© 2008 Bryant White
John Williams was born in Deerfield, Massachusetts in 1751. Both of his parents were from well-connected Connecticut River Valley families. John's father, Elijah, was the son of the Reverend John Williams. It was this older John who was captured along with his entire family and many others in a devastating raid on Deerfield by the French and their Native allies in 1704. Elijah took over the family home when his father died in 1729, married Lydia Dwight of Hatfield, and proceeded to have seven children. Lydia died in 1749. Less than a year later, Elijah married Margaret, a member of the powerful Pynchon family of Springfield. That Lydia's death had left Elijah with five children all under the age of 10 may have played a role in prompting him, like many other bereaved spouses in this period, to remarry quickly. John, or "Jack," was born a year later.(1)
The youngest of eight children, John grew up in an active household. His father Elijah was prominent in town affairs and served as an officer in the colonial militia during the French and Indian War. Major Williams was also a successful businessman. In addition to his extensive mercantile ventures and retail activities, he operated a tavern out of his house. When John was nine, his father built a fashionable new house. He also moved an old cider mill onto his lot and turned it into a store. The two-story building soon became a crossroads for civilians and soldiers throughout the county. Major Williams' prosperity enabled him to send his older son Elijah, Jr. and John to his alma mater, Harvard College. After graduating in 1769, John decided, like his older brother, to become a lawyer and briefly practiced in Salem. When his father died in 1771, John came home to Deerfield and took over the store with his sister Eunice. In 1774, on the eve of the American Revolution, John married Elizabeth Orne of Salem. He was twenty-three years old.(2)
John had grown up as a British subject. He had witnessed his father's loyalty to Great Britain, including military service. As a student at Harvard and then a young lawyer in Salem, he was aware of the escalating protests against Parliament's colonial policies. Like his neighbors Elihu Ashley and Jonathan Judd of Southampton, John may have felt distaste and alarm at the turbulent nature of Whig politics. He may have been influenced by the example of his older brother, Elijah Jr., who was a Captain in the British Army. Whatever the reasons, John Williams emerged during the Revolution as an adamant and vocal Loyalist. Throughout the war, Deerfield was almost evenly divided between Whigs who supported independence, and Loyalists who wanted to remain part of the Empire. Condemned as "Tories" by their opponents, Loyalists like John Williams were regarded with suspicion and often became targets for open hostility.
His family's regional prominence combined with encouragement from likeminded residents helped make John an aggressive Loyalist. His outspoken disapproval of the war persisted well after it had become a war for independence. Following the Continental Army's spectacular victory over the British Army at Saratoga, New York, Britain sent a peace commission to Congress. Full of concessions, the British proposal had asked only that the Americans renounce independence and return to the Empire. Fresh from ratifying the French treaty of alliance, the United States ignored the offer. To Loyalists like John Williams, the Americans had squandered an opportunity to bring an unnatural rebellion to an honorable conclusion. John refused to give up, however. In January, 1781, he worked with Elihu Ashley's brother, Jonathan, and Seth Catlin to force a resolution through the Deerfield town meeting. The resolution instructed the town's representative to the General Court in Boston to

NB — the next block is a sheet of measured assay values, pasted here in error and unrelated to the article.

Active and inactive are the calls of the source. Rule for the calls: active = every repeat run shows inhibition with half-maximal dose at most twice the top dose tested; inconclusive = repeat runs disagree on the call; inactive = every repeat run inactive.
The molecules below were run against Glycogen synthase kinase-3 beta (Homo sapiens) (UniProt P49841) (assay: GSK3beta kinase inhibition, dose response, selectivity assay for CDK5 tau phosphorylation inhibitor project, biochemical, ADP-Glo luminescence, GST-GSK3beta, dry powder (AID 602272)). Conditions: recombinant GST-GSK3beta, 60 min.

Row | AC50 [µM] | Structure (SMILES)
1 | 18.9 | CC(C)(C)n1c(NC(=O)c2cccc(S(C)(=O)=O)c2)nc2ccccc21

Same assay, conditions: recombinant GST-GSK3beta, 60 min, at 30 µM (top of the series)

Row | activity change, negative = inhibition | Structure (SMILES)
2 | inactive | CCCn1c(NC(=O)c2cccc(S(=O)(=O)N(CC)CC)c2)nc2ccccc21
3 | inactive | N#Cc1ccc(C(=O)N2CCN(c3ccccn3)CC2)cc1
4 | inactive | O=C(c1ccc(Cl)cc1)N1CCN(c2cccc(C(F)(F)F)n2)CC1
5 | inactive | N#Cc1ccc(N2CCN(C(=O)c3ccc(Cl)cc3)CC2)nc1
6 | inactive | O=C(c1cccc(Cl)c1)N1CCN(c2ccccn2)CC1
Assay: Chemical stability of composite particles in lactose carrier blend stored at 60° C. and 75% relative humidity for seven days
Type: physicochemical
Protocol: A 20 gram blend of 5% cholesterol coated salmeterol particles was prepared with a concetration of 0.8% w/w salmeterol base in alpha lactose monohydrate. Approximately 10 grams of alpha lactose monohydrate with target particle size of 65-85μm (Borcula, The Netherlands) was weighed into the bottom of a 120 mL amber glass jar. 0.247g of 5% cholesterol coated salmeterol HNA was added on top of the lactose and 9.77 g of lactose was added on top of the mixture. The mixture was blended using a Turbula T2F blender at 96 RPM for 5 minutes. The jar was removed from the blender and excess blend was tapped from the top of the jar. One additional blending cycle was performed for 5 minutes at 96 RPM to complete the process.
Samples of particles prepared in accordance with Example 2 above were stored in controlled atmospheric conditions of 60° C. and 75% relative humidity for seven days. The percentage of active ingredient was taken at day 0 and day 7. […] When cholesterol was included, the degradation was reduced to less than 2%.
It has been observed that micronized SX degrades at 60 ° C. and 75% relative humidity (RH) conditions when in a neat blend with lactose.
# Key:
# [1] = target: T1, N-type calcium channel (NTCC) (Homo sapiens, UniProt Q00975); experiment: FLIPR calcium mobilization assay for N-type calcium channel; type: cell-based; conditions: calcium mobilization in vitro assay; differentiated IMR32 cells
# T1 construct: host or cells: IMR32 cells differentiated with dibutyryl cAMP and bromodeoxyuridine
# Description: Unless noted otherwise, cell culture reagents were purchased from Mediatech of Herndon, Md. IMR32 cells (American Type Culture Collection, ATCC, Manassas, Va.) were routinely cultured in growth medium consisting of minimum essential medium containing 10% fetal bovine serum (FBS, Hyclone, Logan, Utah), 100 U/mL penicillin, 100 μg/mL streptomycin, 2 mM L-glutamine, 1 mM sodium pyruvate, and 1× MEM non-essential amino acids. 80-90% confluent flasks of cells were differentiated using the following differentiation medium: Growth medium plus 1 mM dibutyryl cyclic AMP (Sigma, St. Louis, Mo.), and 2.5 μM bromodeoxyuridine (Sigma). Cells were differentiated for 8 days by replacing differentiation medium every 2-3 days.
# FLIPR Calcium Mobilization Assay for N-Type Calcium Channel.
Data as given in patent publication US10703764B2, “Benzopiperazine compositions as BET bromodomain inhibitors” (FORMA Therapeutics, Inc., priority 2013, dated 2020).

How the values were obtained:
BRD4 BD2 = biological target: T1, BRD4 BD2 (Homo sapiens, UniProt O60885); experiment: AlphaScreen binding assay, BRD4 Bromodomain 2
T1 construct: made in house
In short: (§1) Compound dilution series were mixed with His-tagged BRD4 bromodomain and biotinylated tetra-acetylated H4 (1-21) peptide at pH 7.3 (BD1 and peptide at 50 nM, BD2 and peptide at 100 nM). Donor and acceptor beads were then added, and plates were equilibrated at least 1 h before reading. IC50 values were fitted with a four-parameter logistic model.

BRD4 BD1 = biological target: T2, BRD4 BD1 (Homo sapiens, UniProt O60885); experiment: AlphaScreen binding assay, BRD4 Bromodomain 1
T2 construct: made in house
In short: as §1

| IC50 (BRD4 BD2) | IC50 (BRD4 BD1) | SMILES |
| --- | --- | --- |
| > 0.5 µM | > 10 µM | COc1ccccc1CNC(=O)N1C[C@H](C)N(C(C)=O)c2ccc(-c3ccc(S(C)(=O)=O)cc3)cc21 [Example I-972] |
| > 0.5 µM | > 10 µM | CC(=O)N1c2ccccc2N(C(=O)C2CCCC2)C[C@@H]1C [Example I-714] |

use his Influence that the sd Court will Endeavour that some Immediate advances be made to the Court of Great Britain (or Persons deputed by sd Court) in order to Effect an accommodation Settlement & Peace between Great Britain & the United States of America without the further effusion of Blood(3)
In the middle of the Revolution, John Williams, Jonathan Ashley and Seth Catlin of
Deerfield engineered town resolution instructing their representative to the General Court
to sue for a settlement and peace with Great Britain.
Convinced that he was in the right, John seems not have anticipated the hostile reaction of the Massachusetts Legislature, whose members responded to the Deerfield's startling resolution with an angry resolution of their own. It appeared to the members of the General Court that Deerfield harbored three men who were "Disaffected to the United States in General, & of [Massachusetts] in particular." The General Court accused these same men of "artfully propagating the most dangerous principles" and of "using their utmost efforts …to withdraw the good people of this Commonwealth from their allegiance to the government thereof." The February 10 resolution demanded that John Williams, Seth Catlin and Jonathan Ashley appear before the General Court to answer for their actions in promoting the Deerfield resolution and the sentiments it contained.(4)
Even now, John Williams refused to be intimidated. Advised by a friend to think for at least five minutes before responding to any question, John pondered for five minutes before giving his name. He then took an additional five minutes before informing the General Court of his residence. John's defiance did not improve his situation. The legislature ordered all three men to appear at the Superior Court in Springfield in September. Escalating alarm and anger over Loyalist efforts to control Deerfield affairs, however, brought matters to a head the next month. Based on March reports from town residents "well affected to the American Cause of Liberty and virtue" that Tories were subverting the town's government, Governor John Hancock ordered that Williams, Catlin and Ashley be seized and jailed in Boston.(5)